Sugar and Inflammation: The Not-so-sweet Connection

Sweetness has an almost universal appeal, and foods that contain sugar make them more appetising. While our love hate relationship with sugar could be our daily struggle, Ms Bibi Chia, Principal Dietitian, Raffles Diabetes & Endocrine Centre, shares why having too much of it can cause inflammation to your body, and how to start an anti-inflammatory diet.

The Connection Between Sugar and Inflammation

Inflammation is a part of your body’s normal response to infection or injury. It happens when your immune system is activated and tells your white blood cells to start repairing damaged tissues.

Processed sugars help release inflammatory messengers that can raise the risk of chronic inflammation that is linked to major diseases such as cancer, diabetes, heart disease, arthritis, and Alzheimer’s.

When protein or fat combines with sugar, it results in harmful compounds called Advanced Glycation End Products (AGEs). Having too much sugar in your blood can cause your gut to become more permeable – resulting in bacteria and other inflammatory particles to enter more easily.

The Sugary Facts

Added sugars come in other names and the chemical name usually ends with ‘ose’. Here is a list of those that are commonly found in the ingredient list.

Sucrose – Glucose – Maltose – Lactose – Fructose – Molasses

Cane syrup – Agave nectar – Corn syrup – Rice malt syrup – Honey – Malt or maple – Hydrolysed starch

“Not all sugars are bad. Some sugars, such as lactose (dairy products) and glucose in fruits, are natural occurring and could be a good source of energy before and after exercise. However, we should limit our daily intake of added refine sugar to about 25g or 6 tsp,” advised Ms Chia.

5 Simple Rules of Thumb for an Anti-inflammatory Diet

  1. Eat more plants. Whole plant foods have the anti-inflammatory nutrients that your body needs. So eating a rainbow of fruits, vegetables and whole grains is the best place to start.
  2. Focus on antioxidants. They help prevent, delay or repair some types of cell and tissue damage. Example, berries, oranges, leafy greens, beets and avocados, as well as beans and lentils, whole grains, ginger, turmeric and green tea.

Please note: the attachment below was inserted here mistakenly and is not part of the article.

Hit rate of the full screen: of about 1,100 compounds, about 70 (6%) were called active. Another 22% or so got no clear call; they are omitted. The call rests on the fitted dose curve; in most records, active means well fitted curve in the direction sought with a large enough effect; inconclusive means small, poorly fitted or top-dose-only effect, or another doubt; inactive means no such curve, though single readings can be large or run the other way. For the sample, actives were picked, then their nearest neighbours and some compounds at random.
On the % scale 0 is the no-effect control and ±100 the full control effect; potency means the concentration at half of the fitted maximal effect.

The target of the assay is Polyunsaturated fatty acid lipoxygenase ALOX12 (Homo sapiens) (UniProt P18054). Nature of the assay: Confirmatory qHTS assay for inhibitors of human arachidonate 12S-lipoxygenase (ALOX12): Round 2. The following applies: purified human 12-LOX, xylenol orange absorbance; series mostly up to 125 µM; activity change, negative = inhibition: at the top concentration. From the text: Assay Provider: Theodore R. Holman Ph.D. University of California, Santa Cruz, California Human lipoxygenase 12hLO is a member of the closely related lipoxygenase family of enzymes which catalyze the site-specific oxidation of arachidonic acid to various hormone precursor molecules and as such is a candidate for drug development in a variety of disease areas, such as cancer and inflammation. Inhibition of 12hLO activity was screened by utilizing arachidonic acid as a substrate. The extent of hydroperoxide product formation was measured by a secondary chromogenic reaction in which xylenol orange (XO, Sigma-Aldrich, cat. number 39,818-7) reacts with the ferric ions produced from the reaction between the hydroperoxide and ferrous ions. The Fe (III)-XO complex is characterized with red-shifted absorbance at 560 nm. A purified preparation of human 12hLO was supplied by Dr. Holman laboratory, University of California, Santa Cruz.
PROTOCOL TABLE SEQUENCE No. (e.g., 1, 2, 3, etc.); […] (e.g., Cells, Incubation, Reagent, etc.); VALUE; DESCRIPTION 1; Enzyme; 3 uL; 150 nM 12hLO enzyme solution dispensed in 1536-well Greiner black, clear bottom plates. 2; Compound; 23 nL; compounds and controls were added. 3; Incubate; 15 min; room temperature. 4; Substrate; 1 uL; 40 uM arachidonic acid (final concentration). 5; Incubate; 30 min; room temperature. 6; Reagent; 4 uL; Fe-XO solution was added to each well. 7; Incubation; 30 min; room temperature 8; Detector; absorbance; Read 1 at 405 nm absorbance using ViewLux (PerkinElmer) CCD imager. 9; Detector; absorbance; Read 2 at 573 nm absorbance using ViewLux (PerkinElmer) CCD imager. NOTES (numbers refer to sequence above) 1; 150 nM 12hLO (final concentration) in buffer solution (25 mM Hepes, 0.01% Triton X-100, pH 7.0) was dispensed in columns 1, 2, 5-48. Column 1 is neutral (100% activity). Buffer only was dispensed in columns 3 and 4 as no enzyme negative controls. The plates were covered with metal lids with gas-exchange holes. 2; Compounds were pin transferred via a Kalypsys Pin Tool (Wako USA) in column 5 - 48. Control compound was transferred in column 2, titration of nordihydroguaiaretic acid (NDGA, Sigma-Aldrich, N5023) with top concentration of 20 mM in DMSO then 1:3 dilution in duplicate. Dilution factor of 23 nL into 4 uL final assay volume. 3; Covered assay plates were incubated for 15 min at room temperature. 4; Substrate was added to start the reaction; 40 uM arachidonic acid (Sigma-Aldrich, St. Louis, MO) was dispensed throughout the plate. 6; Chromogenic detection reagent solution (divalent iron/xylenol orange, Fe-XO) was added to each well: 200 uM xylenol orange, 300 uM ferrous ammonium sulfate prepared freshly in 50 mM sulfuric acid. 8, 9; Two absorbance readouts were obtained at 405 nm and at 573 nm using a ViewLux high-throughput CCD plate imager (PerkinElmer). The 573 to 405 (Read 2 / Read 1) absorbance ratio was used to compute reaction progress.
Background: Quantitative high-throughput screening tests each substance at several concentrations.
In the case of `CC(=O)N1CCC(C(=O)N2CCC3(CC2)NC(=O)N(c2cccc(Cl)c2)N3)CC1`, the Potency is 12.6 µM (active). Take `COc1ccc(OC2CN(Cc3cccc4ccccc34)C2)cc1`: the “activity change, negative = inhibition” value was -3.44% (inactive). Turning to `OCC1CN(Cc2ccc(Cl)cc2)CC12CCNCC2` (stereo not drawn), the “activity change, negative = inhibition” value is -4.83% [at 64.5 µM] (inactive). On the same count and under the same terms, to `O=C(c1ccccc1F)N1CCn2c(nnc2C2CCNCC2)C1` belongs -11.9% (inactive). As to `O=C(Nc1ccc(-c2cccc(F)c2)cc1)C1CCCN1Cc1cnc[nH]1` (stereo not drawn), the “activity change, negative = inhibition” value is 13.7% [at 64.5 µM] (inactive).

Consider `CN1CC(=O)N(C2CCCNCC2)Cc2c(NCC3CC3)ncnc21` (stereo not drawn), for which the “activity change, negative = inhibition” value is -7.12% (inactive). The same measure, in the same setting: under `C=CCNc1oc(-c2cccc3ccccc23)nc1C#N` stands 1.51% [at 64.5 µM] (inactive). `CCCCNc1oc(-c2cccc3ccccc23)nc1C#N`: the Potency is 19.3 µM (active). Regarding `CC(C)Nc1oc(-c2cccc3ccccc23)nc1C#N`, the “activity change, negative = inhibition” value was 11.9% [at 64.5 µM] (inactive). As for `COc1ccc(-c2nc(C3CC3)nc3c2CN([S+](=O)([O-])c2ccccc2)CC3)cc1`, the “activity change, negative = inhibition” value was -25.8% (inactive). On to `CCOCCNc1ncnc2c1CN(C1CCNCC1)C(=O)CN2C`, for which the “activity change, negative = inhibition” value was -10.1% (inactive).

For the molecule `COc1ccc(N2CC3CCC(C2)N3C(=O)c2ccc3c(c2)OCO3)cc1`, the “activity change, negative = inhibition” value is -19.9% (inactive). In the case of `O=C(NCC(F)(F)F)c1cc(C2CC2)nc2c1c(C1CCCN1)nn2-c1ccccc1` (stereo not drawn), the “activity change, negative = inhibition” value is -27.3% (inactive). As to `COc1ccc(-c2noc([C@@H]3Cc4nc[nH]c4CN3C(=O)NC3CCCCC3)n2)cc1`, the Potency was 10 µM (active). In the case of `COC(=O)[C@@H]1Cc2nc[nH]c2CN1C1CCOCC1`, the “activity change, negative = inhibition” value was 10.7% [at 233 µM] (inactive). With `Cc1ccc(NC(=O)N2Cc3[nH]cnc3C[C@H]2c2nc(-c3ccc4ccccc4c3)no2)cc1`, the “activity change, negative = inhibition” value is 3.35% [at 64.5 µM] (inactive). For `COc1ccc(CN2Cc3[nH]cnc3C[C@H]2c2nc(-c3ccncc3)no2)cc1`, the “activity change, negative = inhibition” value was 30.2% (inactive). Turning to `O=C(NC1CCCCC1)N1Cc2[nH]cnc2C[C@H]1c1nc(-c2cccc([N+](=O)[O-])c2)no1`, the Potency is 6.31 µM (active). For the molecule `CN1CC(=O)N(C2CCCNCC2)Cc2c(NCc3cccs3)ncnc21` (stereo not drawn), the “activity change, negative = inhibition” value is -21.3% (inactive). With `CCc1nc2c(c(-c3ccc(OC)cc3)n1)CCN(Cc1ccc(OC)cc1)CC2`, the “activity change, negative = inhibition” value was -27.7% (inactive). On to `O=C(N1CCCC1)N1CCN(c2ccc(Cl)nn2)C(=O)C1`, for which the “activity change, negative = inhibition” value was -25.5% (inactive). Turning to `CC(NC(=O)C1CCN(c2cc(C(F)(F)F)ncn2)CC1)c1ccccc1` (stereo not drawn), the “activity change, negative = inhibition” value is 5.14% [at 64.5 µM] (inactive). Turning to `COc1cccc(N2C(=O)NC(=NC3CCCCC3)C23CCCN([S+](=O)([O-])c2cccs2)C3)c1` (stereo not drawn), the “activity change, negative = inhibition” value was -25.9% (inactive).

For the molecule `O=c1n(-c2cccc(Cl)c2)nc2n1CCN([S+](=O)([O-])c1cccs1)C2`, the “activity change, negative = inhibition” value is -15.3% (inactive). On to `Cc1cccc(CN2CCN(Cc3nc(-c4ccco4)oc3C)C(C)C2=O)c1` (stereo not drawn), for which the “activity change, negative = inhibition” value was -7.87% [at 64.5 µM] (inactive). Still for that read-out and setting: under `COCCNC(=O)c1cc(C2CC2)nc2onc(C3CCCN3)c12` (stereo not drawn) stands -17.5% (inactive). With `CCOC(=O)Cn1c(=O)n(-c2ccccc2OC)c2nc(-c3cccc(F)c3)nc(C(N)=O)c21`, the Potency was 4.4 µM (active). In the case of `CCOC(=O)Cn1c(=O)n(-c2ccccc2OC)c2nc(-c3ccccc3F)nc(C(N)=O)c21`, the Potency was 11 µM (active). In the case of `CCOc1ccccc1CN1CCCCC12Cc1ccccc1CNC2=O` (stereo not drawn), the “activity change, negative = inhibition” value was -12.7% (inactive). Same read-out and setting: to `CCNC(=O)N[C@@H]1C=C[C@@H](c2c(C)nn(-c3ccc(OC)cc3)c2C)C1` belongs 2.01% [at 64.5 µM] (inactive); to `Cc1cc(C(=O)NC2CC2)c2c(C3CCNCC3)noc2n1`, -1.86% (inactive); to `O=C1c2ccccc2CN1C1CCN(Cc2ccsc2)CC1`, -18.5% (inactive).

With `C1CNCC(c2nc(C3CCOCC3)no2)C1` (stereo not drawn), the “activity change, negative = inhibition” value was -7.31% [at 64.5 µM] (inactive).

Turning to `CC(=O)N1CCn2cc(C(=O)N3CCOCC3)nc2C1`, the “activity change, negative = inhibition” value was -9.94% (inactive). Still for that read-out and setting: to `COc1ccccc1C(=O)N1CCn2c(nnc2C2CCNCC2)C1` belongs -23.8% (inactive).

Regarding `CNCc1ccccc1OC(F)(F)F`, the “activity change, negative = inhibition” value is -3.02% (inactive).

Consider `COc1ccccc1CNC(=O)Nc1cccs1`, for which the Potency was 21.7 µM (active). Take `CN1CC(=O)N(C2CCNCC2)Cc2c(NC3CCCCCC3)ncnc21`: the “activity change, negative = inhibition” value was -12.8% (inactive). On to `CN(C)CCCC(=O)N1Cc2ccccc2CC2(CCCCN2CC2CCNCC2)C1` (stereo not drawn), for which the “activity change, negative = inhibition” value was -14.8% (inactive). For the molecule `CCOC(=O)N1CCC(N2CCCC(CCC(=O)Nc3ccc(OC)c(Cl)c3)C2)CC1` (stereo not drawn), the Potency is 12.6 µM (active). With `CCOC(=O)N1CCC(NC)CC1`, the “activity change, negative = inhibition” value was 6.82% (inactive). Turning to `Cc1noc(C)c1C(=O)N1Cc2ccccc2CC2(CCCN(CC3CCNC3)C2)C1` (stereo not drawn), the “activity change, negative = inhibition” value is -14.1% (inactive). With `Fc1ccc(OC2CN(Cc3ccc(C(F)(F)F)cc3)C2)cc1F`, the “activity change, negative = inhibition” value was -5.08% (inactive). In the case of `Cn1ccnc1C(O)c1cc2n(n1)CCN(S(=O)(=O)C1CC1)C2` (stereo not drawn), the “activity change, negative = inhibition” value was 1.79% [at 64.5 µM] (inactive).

3. Include Omega-3s. Omega-3 fatty acids play a role in regulating your body’s inflammatory process and could help regulate pain related to inflammation. You can find them in healthy fats in fish like salmon, tuna and mackerel, as well as smaller amounts in soy, walnuts, pecans, and ground flaxseed.
  4. Eat less red meat. Red meat can be pro-inflammatory. You may try substituting it with fish, chicken, nuts or soy-based protein.
  5. Cut back on processed foods. Sugary cereals and drinks, deep-fried food, and pastries are all pro-inflammatory offenders. They can contain plenty of unhealthy fats that are linked to inflammation. But eating whole fruits, veggies, grains and beans can be quick if you prep ahead for multiple meals.

7 Tips to Reduce Added Sugars in Your Diet

  1. Drink plain water, other calorie-free drinks, or low-fat milk instead of sugary sodas and bubble teas, or sports drinks.
  2. Choose nutrient-rich snacks such as vegetables, fruits, low-fat, low-calorie yogurt, whole-grain crackers instead of pastries, cookies and candies.
  3. When drinking fruit juice, ensure it’s 100 per cent fruit juice — not juice drinks that have added sugars. The best option is to eat the fruit rather than drink the juice in order to get the fibre, and this helps to keep you full for a longer period.
  4. Choose fresh fruit for dessert instead of cakes, cookies, pies, ice cream and other sweets.
  5. Select breakfast cereals that contain less sugar. Skip sugary and frosted cereals.
  6. Opt for reduced-sugar varieties of syrups, jams, jellies and preserves.
  7. Buy canned fruit packed in water or juice, not syrup. If you do purchase fruit packed in syrup, drain and rinse it with water to remove excess syrup.

(Source: Raffles Medical Group)

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